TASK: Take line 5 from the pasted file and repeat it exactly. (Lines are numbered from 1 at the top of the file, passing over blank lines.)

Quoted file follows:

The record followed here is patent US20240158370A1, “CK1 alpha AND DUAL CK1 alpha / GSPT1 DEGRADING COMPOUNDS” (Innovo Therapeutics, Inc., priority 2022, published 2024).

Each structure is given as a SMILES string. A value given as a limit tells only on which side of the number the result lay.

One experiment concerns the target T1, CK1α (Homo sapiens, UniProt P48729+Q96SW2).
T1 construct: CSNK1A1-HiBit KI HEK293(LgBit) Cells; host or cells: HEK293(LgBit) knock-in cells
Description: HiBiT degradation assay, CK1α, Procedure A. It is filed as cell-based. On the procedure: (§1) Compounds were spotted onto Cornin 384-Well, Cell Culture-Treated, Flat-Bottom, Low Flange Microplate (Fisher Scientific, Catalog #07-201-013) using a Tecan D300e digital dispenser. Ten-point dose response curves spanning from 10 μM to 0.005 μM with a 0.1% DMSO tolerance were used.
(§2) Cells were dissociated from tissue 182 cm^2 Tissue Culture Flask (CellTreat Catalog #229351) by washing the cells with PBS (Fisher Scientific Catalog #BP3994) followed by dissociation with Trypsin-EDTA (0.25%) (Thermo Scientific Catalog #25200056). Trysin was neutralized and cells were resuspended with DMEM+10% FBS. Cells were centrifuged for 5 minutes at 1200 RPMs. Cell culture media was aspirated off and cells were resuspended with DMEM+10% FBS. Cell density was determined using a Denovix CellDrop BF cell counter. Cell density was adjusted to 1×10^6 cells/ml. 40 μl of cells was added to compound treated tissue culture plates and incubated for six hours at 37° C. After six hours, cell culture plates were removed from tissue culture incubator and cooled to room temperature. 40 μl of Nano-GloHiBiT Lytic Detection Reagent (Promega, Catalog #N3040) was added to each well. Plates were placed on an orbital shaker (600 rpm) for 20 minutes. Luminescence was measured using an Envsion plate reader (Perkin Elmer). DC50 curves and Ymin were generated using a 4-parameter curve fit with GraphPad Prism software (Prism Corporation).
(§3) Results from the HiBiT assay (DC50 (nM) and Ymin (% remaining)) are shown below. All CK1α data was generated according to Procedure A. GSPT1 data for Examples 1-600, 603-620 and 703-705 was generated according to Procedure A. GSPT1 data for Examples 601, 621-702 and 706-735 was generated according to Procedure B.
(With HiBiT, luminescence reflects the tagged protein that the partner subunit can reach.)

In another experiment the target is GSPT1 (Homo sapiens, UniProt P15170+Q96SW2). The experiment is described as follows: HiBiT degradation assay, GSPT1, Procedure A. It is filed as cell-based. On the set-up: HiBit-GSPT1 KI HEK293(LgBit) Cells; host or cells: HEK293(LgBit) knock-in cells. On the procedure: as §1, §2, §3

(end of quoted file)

Description: HiBiT degradation assay, CK1α, Procedure A. It is filed as cell-based. On the procedure: (§1) Compounds were spotted onto Cornin 384-Well, Cell Culture-Treated, Flat-Bottom, Low Flange Microplate (Fisher Scientific, Catalog #07-201-013) using a Tecan D300e digital dispenser. Ten-point dose response curves spanning from 10 μM to 0.005 μM with a 0.1% DMSO tolerance were used.